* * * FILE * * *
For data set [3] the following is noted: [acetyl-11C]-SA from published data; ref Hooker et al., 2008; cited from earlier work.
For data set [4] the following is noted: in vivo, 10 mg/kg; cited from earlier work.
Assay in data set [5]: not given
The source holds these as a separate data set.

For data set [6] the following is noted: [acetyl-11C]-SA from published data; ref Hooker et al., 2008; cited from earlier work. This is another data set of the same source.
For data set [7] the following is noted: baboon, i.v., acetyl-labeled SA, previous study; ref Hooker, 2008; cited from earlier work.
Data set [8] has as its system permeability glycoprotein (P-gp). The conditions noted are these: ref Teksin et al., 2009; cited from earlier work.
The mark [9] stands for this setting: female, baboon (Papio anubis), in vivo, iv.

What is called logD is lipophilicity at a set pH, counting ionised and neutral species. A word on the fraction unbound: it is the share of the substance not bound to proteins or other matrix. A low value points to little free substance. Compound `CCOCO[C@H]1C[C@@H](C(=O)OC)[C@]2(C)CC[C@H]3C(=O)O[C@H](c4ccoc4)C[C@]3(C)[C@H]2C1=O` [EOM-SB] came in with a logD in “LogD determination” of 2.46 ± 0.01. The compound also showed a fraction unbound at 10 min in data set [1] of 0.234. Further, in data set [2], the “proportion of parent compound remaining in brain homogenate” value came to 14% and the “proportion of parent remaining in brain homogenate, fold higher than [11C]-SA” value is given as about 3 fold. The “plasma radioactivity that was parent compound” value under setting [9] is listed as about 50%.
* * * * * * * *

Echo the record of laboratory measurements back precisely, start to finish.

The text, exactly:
For data set [3] the following is noted: [acetyl-11C]-SA from published data; ref Hooker et al., 2008; cited from earlier work.
For data set [4] the following is noted: in vivo, 10 mg/kg; cited from earlier work.
Assay in data set [5]: not given
The source holds these as a separate data set.

For data set [6] the following is noted: [acetyl-11C]-SA from published data; ref Hooker et al., 2008; cited from earlier work. This is another data set of the same source.
For data set [7] the following is noted: baboon, i.v., acetyl-labeled SA, previous study; ref Hooker, 2008; cited from earlier work.
Data set [8] has as its system permeability glycoprotein (P-gp). The conditions noted are these: ref Teksin et al., 2009; cited from earlier work.
The mark [9] stands for this setting: female, baboon (Papio anubis), in vivo, iv.

What is called logD is lipophilicity at a set pH, counting ionised and neutral species. A word on the fraction unbound: it is the share of the substance not bound to proteins or other matrix. A low value points to little free substance. Compound `CCOCO[C@H]1C[C@@H](C(=O)OC)[C@]2(C)CC[C@H]3C(=O)O[C@H](c4ccoc4)C[C@]3(C)[C@H]2C1=O` [EOM-SB] came in with a logD in “LogD determination” of 2.46 ± 0.01. The compound also showed a fraction unbound at 10 min in data set [1] of 0.234. Further, in data set [2], the “proportion of parent compound remaining in brain homogenate” value came to 14% and the “proportion of parent remaining in brain homogenate, fold higher than [11C]-SA” value is given as about 3 fold. The “plasma radioactivity that was parent compound” value under setting [9] is listed as about 50%.